After nearly three decades, teacher set to retire; Teacher Practicum class no longer offered

Maddie Jewett, Features Editor

Looking back on the memories she has had for the past 29 years, tears well up in the corners of her eyes.
She chooses her words carefully, wanting to leave an important last message with her past and present students.
“There has always been a philosophy that I have: ‘There’s two things we give our children — one is roots and the other wings,’” Family and Consumer Science teacher Donna DeHart said.
DeHart will be retiring this year after 29 years of teaching.
“I have had a lot of health problems lately,” she said. “I always promised myself I would retire when I was still effective. I realized my students weren’t getting what they should have been getting.”
As far as her future goes, she said she wants to continue to cross things off of her bucket list.
“I am looking forward to spending more time with my grandchildren,” she said. “My dad is in a nursing home, so I want to spend more time with my mom and dad to do some daughterly things. Also, on the side I have a quilting business, and I plan on doing a lot of volunteer work. As far as traveling, I’ve already done a lot of that, so I’m just ready to live the next section of my life.”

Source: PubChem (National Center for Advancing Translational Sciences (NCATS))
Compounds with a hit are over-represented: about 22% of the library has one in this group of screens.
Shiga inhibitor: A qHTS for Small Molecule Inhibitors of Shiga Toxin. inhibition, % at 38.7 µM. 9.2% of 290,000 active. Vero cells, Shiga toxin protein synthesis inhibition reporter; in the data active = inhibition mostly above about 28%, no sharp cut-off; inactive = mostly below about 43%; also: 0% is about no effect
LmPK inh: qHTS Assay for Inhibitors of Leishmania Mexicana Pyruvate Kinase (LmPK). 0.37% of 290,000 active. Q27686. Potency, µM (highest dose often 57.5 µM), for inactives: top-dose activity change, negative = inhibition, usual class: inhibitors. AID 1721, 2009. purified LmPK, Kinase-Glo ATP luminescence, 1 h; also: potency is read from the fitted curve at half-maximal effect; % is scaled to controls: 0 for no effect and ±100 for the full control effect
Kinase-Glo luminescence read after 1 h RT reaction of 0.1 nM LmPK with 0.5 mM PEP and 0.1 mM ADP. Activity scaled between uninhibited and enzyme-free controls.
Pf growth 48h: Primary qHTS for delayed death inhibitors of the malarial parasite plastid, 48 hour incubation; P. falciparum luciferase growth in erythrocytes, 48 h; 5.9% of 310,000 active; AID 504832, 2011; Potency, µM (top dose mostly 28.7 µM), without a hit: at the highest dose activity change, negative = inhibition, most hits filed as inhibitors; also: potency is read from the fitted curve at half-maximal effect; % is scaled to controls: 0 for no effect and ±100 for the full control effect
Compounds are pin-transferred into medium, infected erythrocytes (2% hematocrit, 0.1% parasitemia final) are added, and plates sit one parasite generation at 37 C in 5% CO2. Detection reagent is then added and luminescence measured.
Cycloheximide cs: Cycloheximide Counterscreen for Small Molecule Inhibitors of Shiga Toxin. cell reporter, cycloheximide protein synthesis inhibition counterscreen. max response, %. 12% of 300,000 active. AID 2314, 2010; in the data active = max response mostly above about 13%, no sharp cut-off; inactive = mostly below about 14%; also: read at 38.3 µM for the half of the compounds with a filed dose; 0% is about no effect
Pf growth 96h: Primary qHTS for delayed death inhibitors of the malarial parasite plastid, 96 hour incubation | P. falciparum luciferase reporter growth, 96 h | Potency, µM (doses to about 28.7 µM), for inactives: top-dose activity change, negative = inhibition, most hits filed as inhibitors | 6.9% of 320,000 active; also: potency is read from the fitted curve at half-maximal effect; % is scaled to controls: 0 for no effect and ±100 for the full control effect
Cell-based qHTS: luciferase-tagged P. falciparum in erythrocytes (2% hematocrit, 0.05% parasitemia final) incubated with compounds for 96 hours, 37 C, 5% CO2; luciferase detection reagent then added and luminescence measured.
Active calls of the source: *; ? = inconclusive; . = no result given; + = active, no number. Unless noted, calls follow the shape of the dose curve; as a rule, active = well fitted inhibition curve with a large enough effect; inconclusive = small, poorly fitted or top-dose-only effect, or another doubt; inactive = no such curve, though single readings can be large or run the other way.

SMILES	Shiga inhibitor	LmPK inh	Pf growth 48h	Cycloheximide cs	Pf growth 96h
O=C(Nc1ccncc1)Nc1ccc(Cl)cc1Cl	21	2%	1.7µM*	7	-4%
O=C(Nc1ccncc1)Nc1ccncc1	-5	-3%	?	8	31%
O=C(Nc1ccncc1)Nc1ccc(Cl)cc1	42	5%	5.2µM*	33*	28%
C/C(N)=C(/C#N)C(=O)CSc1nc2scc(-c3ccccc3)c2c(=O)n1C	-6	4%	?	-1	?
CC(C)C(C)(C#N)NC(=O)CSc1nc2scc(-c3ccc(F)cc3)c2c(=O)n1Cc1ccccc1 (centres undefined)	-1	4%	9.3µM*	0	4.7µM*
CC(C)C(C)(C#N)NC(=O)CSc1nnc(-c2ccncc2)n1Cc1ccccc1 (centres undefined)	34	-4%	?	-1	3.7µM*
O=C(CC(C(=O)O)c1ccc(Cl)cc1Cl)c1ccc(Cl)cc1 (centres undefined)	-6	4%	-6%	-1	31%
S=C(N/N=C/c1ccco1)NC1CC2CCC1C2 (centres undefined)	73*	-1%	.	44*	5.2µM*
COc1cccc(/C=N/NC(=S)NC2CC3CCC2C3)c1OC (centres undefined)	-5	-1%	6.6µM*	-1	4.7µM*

Going along with the retirement of DeHart, the Teacher Practicum class which allows students to go out to schools and observe teachers for a two hour block period has been cancelled for the 2013-14 school year.
Because BV was the only school to offer this class, the only other alternate will be taking at class at the Center for Advanced Professional Studies (CAPS).
Assistant Principal Mark Dalton said Dehart retiring played a huge part in this decision.
“The class was kind of like her baby,” he said. “It was the class that she really took under her wing. Also, we had low enrollment, and we are the only school still offering this class.”
Junior Taylor Justmann was originally enrolled in the class for next year and said she was disappointed to hear the class would not be offered anymore.
“I had to come up with four different classes to take because it was a two hour block all year,” she said. “It was just a pain having to come up with new classes. I was really looking forward to the class and being at the field site with the kids.”
Justmann said she was called down to the office in order to pick her new classes for next year.
“One of my friends had gotten called down to the office by her counselor, and she told me about it,” she said. “Then a few days later my counselor called me down and asked me what classes I wanted to take instead [of Teacher Practicum].”
While Justmann said she was bummed about not being able to take the class, she said this opened up room in her schedule to take some fun classes senior year.
“I ended up joining Chorale, so it’s allowing me more opportunities to participate in different things my senior year,” she said.
DeHart said she will miss her students the most when she leaves.
“In the same way that the students learn from me in the classroom, I learn so much from them,” she said. “They enrich my life. I’m going to have to give up a part of myself with retirement.”